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Report: Larry Fitzgerald happy to have Carson Palmer

NFL Network analyst Kurt Warner revealed last month that Larry Fitzgerald still begs him once a week to come out of retirement.

Those recruitment calls will cease now that the Arizona Cardinals have upgraded to Carson Palmer at quarterback.

"He thinks this was the best option for the team to be competitive," a source close to Fitzgerald told SI.com's Peter King. "He's really happy."

Just how wide of a smile should Fitzgerald be wearing?

The Cardinals have had the worst quarterback situation in the league from Warner's retirement in 2010 through the 2012 season. The passing numbers are even uglier than the 18-30 (.375) record.

Post-Warner, Cardinals quarterbacks have completed just 54 percent of their passes at 6.2 yards per attempt with a nasty 42:63 touchdown-to-interception ratio and a 65.7 rating.

Over that same span, Palmer has completed 61.3 percent of his passes at 7.3 yards per attempt with a 61:50 touchdown-to-interception ratio and a 83.1 rating.

As Around The League's Gregg Rosenthal already has pointed out, Palmer represents a clear upgrade over the dreck Cardinals fans are used to under center.


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Palmer shouldn't be viewed as the savior, though. While his conventional stats have remained fairly consistent, it's hard to escape the fact that his teams have gone just 12-28 (.300) over the past three seasons. His two seasons on the Raiders produced an 8-16 record while the quarterback he replaced, Jason Campbell, compiled an 11-7 record in his Raiders stint.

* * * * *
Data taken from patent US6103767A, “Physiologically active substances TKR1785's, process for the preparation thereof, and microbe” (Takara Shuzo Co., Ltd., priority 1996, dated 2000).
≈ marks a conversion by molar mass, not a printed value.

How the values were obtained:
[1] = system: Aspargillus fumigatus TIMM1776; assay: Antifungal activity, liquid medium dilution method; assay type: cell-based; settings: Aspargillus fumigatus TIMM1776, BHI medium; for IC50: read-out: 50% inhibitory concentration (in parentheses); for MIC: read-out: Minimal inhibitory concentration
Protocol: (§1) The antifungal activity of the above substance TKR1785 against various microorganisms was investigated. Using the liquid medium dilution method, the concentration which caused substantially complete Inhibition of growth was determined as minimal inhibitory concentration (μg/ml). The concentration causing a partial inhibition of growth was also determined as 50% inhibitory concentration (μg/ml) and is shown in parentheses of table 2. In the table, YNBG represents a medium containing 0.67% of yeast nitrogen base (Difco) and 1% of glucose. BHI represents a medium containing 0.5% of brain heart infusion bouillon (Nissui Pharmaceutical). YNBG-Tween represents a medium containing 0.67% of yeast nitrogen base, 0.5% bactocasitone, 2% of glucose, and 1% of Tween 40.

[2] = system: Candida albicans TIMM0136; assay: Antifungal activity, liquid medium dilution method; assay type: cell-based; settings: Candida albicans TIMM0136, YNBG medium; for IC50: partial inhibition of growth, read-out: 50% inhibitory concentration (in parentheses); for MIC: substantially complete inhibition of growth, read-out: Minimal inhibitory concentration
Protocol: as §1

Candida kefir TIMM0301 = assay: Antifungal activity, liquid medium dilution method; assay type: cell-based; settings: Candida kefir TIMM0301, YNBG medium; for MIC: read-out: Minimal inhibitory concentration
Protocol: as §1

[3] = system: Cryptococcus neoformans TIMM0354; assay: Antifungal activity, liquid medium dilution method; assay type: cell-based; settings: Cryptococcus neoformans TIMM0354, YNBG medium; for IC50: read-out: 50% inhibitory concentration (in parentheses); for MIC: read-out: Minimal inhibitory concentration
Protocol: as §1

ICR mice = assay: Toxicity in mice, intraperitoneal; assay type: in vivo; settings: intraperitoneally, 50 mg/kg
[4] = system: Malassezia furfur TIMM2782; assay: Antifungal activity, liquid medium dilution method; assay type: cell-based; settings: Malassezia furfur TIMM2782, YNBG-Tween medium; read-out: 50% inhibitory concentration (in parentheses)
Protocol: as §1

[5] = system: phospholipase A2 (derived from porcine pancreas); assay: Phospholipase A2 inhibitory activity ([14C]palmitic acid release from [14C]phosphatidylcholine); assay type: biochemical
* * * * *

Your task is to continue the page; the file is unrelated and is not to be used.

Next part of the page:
Win-loss records can be overly simplistic, to be sure. Palmer had no running game, got little help from his offensive line and was breaking in young wide receivers still learning how to run NFL routes.

Palmer's arm isn't close to what it once was, but it's still strong enough vertically to fit Bruce Arians' aggressive downfield attack.

So why isn't Palmer winning more games? At this point in his career, his skill set is suited toward garbage-time production when his lack of mobility and inability to throw outside the hash marks are masked by prevent defenses. Palmer simply doesn't enjoy much success when the passing windows are tighter and the rush is coming.

With Fitzgerald, 2012 first-round pick Michael Floyd and run-after-catch threats Andre Roberts and Rob Housler as weapons, the Cardinals' offense will engage in its fair share of shootouts this season. Just don't expect Palmer to reverse that win-loss record behind one of the most porous offensive lines in the NFL.

Follow Chris Wesseling on Twitter @ChrisWesseling.

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